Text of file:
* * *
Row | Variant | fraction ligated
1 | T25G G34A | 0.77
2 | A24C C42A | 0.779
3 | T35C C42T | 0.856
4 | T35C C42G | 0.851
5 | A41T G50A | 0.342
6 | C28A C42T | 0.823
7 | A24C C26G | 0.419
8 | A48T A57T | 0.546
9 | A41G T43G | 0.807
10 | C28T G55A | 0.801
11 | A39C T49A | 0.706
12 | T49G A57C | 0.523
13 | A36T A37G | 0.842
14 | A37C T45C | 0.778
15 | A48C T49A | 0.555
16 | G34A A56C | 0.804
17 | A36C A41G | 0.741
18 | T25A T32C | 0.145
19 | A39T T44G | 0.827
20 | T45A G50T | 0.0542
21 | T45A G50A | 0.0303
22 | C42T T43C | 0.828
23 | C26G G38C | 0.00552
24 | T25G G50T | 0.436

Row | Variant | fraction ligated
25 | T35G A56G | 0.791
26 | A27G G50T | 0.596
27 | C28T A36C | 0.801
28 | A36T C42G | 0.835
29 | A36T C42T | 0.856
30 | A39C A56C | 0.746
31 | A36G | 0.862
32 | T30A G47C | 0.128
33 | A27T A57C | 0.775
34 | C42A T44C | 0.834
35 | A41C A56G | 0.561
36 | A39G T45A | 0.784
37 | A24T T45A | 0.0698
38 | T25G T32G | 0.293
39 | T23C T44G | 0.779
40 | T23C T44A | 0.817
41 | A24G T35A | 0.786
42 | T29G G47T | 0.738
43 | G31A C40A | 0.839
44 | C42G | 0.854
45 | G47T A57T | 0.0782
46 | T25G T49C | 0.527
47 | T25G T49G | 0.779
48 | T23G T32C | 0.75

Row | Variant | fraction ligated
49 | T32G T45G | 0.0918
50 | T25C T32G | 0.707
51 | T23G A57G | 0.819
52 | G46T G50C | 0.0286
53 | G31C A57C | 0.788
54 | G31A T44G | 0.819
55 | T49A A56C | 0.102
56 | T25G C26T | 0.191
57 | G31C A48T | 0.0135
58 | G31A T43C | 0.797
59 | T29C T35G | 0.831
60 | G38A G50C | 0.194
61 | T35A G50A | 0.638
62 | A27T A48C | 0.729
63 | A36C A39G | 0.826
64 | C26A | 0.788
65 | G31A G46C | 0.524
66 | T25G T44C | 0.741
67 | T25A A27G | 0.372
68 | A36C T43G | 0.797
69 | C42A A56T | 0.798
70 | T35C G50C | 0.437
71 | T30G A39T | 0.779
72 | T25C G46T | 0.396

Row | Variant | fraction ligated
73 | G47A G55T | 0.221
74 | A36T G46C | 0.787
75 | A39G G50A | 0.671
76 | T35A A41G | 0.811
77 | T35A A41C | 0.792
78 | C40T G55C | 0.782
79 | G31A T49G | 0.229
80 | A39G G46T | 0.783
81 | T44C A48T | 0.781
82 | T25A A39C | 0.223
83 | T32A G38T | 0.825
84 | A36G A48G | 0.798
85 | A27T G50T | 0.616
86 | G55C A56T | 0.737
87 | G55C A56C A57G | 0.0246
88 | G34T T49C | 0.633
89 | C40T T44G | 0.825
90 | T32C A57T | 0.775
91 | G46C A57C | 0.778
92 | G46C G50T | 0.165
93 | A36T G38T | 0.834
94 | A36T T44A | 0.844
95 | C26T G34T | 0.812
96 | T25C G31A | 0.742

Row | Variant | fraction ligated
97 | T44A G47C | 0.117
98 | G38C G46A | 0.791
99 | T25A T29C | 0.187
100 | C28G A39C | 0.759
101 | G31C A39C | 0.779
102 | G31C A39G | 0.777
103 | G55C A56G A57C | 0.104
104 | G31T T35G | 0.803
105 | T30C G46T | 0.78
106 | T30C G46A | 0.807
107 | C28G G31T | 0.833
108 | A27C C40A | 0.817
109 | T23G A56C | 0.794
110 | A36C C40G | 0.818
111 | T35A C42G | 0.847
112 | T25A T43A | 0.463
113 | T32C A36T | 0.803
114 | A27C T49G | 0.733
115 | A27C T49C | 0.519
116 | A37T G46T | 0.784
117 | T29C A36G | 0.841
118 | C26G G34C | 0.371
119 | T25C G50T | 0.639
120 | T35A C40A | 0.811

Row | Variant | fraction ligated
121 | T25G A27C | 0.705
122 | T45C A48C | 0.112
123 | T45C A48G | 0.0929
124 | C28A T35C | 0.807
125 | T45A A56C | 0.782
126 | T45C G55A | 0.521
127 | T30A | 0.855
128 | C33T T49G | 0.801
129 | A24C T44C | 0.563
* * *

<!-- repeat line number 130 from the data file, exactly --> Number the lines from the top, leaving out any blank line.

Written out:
124 | C28A T35C | 0.807